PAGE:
The patent system is under attack. This is acknowledged no matter which side of the issue you ask. Those who favor more expansive patent rights claim that America’s current legal regime allows infringers to run rampant and turns valuable inventions into public property willy-nilly, at the snap of a judge or bureaucrat’s fingers. Those who favor rolling back the existing system of patent protections argue that malicious actors are profiting from incorrectly granted patents and holding up actual innovation by insisting on settlement fees and lengthy court fights.
One of the major current inflection points for this continuing battle is the landmark Supreme Court case Alice v. CLS Bank. In a unanimous decision written by Justice Clarence Thomas, Alice clarified arguably one of the most important elements of patent law: how to tell when a patent covers a legitimate invention instead of simply an abstract idea existing in the ether. Justice Thomas described a two-part test for this question: First, did the patent cover an abstract idea to begin with, and second, if it did, did it apply that abstract idea in a sufficiently new and useful (i.e. non-obvious) way to deserve intellectual property protection?
This simple test has spooked the trial bar for entirely understandable reasons. It has made whole hosts of patents that could otherwise provide grounds for litigation suddenly vulnerable to being struck down under the Alice test at a moment’s notice. Their argument about why this is bad, which is obviously self-interested but not prima facie unreasonable, is that Alice has cut too deep and rendered all sorts of useful inventions unpatentable.
This complaint is not merely academic. It is at the root of the effort currently underway to modify the century-plus-old Patent Act and change the definition of “useful” to permit much broader categories of “inventions” (including even natural phenomena) to be patentable.
The trial bar’s argument for why this radical step is necessary is that Alice lowered the scope of what is patentable too far, and the new language would overturn it in favor of the status quo ante. Their argument against Alice may be flawed in any number of ways, but one has to admit that when they can throw around factoids like “patent invalidations have increased 1,000 percent since Alice,” it’s understandable where otherwise uninterested people would wonder if there might be cause for alarm.
Even that statistic, however, raises a glaring question: Are those patent invalidations a result of Alice being too strict, or are they the result of the quality of patents getting worse? Alice’s opponents don’t want you to ask this question, but you should, and for reasons that have nothing to do with hatred of the patent system and everything to do with understanding both economics and the incompetence of Washington.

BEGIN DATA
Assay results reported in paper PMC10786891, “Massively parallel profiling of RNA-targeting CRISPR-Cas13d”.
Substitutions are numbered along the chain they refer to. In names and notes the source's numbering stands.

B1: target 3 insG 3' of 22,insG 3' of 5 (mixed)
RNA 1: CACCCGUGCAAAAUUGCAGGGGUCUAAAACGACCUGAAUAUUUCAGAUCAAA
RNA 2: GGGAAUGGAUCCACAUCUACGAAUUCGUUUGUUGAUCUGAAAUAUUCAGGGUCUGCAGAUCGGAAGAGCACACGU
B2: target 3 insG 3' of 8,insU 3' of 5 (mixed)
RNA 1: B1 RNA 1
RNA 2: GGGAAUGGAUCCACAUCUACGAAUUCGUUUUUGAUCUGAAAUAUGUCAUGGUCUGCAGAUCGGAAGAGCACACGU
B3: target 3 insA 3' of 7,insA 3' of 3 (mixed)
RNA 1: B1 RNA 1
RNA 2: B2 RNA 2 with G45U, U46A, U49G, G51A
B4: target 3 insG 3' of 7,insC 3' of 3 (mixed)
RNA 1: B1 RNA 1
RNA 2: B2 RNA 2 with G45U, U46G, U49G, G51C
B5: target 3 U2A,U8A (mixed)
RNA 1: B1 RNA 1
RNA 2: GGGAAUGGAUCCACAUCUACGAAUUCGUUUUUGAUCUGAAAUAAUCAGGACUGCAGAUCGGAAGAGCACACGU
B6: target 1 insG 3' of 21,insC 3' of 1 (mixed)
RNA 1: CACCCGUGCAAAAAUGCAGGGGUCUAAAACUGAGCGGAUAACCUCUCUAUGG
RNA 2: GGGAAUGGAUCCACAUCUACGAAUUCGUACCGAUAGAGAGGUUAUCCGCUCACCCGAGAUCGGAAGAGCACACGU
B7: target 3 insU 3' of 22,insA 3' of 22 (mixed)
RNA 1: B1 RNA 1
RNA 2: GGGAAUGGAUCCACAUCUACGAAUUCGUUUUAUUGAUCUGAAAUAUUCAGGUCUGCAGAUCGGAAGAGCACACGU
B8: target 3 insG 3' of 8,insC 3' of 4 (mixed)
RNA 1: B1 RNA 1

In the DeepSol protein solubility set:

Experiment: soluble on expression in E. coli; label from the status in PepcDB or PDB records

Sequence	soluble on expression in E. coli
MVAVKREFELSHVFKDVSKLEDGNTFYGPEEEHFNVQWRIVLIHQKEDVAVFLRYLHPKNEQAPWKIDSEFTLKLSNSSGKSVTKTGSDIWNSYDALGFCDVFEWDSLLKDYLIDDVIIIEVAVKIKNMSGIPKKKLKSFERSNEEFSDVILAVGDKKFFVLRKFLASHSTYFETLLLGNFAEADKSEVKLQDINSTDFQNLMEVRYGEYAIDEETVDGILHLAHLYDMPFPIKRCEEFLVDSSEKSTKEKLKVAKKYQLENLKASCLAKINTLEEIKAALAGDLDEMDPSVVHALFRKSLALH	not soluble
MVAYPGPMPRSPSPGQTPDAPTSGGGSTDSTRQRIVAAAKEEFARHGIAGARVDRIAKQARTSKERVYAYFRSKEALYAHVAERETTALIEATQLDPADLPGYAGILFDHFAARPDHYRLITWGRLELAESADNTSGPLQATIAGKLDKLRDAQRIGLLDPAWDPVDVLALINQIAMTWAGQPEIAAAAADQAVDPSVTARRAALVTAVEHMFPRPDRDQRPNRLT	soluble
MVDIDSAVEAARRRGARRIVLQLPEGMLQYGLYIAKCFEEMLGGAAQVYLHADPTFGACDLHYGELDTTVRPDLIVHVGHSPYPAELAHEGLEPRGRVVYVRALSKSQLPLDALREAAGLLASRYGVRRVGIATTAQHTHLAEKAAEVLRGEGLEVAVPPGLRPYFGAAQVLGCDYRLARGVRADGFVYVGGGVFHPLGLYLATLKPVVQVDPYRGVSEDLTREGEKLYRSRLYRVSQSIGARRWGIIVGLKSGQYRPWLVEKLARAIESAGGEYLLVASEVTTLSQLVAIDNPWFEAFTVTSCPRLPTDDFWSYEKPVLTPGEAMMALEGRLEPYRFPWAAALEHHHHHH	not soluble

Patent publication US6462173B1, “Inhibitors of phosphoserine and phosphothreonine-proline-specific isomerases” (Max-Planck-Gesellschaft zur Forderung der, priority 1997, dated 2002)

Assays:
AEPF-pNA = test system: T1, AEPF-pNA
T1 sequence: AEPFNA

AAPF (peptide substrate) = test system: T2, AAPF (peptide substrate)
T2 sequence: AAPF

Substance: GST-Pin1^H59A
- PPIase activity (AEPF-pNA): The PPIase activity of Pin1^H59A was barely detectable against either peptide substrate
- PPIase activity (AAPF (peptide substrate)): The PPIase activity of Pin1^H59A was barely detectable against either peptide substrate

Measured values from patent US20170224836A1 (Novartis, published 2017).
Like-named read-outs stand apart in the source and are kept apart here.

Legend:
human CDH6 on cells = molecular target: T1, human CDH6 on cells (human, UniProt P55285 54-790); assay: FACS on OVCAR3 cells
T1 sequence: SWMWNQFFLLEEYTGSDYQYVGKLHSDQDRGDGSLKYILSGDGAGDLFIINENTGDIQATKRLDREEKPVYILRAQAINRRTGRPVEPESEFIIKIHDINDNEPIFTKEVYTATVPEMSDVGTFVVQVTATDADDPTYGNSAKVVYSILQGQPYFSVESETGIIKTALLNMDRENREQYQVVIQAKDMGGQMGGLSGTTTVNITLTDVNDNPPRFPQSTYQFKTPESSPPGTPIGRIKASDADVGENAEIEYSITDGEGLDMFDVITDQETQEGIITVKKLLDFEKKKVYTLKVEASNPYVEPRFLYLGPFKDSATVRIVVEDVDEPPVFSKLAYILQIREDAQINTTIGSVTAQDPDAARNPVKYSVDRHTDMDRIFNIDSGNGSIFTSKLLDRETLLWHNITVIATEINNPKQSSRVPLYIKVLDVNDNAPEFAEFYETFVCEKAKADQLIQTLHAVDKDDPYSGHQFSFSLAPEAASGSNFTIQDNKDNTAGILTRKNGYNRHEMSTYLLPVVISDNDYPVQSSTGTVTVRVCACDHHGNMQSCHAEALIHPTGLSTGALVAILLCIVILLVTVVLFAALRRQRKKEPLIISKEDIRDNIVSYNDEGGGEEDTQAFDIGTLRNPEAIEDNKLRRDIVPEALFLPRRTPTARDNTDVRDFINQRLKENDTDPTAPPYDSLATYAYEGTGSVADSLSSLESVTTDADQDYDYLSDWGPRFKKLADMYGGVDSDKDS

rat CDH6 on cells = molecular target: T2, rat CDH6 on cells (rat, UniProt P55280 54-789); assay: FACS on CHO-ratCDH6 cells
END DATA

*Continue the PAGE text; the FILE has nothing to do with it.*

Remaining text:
Let’s get a couple of facts out there. First, the number of utility patent applications at the U.S. Patent and Trademark Office has more than doubled since 2000. The number of patents issued has kept pace. Behind those two innocuous facts lurks a big problem: that the number of new patent applications has entirely overwhelmed the USPTO patent examiners, to the point that there is now a massive patent backlog, with no clear solution to the issue. Combine this with the fact that there is no incentive to deny a fraudulent patent application at the USPTO but every incentive to simply rubber-stamp patent applications in order to try to cut into the backlog. It is commonsensical, then, that patent quality would decrease in recent years as more and more junk patents get approved by overworked examiners, many of whom don’t even take their duties all that seriously when they are at work and so might not even care whether they are approving junk or not.
When you combine that with a strict test for patent eligibility of the kind outlined in Alice, it’s no wonder that huge numbers of patents are being struck down relative to the recent past. Did Alice speed up the process? Probably. But if the patents are likely to be bad already, then why is it so terrible that a Supreme Court decision made it easier to take out the trash?
But surely, you protest, there must be more to the argument. What about patents that were unfairly struck down using the Alice test?
What about them? In the world of Alice criticism, there is a curious absence of references to unfairly struck down patents. Rather, the main objection tends to be to the mere fact of patents being invalidated, with little to no reference to their quality at all. Whether this is the result of the wrong case not arriving yet or of the people involved being transparently tendentious is a matter for the reader to decide. It is worth noting, however, that, even by the admission of the Alice critics, the number of patents being invalidated by courts has steadily decreased in recent years, and the number of patent applications, at least as of last year, appears to have started to decrease. Perhaps rather than a sustained attack on property rights, we are really looking at a process that is as good for “science and the useful arts” as the Founders intended: the separation of quantity from quality.
What a shame it would be if the fruits of that separation of the chaff from the wheat were to be buried because a few lawyers want to sue for the rights of the chaff.